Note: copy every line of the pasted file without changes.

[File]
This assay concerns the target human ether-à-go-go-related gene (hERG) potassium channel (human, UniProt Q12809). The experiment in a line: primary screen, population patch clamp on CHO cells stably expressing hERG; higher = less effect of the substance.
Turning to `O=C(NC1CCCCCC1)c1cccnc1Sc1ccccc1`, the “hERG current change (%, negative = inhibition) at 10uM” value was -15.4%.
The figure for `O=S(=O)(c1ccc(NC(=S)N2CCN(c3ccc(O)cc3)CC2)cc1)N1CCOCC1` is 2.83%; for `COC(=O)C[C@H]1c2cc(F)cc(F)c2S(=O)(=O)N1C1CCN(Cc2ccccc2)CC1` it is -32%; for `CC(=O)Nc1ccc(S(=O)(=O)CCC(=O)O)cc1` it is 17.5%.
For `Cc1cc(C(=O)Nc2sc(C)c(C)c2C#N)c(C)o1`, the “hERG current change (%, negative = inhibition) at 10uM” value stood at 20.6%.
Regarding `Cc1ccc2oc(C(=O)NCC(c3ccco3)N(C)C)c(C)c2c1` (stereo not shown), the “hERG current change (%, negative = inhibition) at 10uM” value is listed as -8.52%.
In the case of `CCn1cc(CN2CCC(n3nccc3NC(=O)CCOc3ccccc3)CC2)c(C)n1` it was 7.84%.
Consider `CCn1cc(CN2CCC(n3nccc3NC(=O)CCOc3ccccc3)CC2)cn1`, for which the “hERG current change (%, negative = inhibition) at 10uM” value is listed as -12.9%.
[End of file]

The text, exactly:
This assay concerns the target human ether-à-go-go-related gene (hERG) potassium channel (human, UniProt Q12809). The experiment in a line: primary screen, population patch clamp on CHO cells stably expressing hERG; higher = less effect of the substance.
Turning to `O=C(NC1CCCCCC1)c1cccnc1Sc1ccccc1`, the “hERG current change (%, negative = inhibition) at 10uM” value was -15.4%.
The figure for `O=S(=O)(c1ccc(NC(=S)N2CCN(c3ccc(O)cc3)CC2)cc1)N1CCOCC1` is 2.83%; for `COC(=O)C[C@H]1c2cc(F)cc(F)c2S(=O)(=O)N1C1CCN(Cc2ccccc2)CC1` it is -32%; for `CC(=O)Nc1ccc(S(=O)(=O)CCC(=O)O)cc1` it is 17.5%.
For `Cc1cc(C(=O)Nc2sc(C)c(C)c2C#N)c(C)o1`, the “hERG current change (%, negative = inhibition) at 10uM” value stood at 20.6%.
Regarding `Cc1ccc2oc(C(=O)NCC(c3ccco3)N(C)C)c(C)c2c1` (stereo not shown), the “hERG current change (%, negative = inhibition) at 10uM” value is listed as -8.52%.
In the case of `CCn1cc(CN2CCC(n3nccc3NC(=O)CCOc3ccccc3)CC2)c(C)n1` it was 7.84%.
Consider `CCn1cc(CN2CCC(n3nccc3NC(=O)CCOc3ccccc3)CC2)cn1`, for which the “hERG current change (%, negative = inhibition) at 10uM” value is listed as -12.9%.